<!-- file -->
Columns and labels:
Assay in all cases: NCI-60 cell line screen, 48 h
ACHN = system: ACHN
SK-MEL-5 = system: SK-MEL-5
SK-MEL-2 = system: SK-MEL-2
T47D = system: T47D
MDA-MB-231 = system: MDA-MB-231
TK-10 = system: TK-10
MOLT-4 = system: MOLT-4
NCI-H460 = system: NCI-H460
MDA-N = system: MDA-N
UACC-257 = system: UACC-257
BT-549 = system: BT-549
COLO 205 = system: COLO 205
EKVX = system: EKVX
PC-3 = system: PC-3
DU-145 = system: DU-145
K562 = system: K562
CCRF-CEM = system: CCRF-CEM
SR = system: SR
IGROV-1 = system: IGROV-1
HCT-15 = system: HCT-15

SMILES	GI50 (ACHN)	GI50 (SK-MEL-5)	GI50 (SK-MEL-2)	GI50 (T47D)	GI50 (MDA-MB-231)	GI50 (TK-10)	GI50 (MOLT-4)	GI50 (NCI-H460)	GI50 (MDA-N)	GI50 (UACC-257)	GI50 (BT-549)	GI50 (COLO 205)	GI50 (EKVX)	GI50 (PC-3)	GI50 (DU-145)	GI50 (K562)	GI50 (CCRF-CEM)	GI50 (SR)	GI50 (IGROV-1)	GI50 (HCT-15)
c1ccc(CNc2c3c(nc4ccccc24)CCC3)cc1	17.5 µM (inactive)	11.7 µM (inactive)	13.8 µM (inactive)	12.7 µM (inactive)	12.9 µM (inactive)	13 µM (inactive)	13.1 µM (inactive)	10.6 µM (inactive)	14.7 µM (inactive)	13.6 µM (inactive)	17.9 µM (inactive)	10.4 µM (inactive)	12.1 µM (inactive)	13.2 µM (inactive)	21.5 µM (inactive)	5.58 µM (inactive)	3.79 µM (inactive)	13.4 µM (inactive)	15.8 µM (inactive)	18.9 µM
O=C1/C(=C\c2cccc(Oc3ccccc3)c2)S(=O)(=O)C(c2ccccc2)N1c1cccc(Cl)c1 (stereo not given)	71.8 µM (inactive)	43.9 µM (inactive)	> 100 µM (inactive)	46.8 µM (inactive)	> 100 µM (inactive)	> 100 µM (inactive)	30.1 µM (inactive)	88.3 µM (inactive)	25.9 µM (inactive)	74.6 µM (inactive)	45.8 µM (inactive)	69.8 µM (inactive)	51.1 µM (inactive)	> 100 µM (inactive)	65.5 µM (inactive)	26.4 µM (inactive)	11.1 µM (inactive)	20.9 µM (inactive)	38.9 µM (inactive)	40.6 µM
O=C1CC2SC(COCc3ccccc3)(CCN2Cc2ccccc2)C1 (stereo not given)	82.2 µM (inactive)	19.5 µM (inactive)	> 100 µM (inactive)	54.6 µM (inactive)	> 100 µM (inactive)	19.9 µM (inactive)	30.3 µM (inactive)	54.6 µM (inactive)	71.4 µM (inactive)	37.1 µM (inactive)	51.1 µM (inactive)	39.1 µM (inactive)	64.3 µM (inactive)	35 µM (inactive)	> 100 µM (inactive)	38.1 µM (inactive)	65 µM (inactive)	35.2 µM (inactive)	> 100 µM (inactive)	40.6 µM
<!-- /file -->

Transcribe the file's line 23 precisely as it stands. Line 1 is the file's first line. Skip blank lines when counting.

SMILES	GI50 (ACHN)	GI50 (SK-MEL-5)	GI50 (SK-MEL-2)	GI50 (T47D)	GI50 (MDA-MB-231)	GI50 (TK-10)	GI50 (MOLT-4)	GI50 (NCI-H460)	GI50 (MDA-N)	GI50 (UACC-257)	GI50 (BT-549)	GI50 (COLO 205)	GI50 (EKVX)	GI50 (PC-3)	GI50 (DU-145)	GI50 (K562)	GI50 (CCRF-CEM)	GI50 (SR)	GI50 (IGROV-1)	GI50 (HCT-15)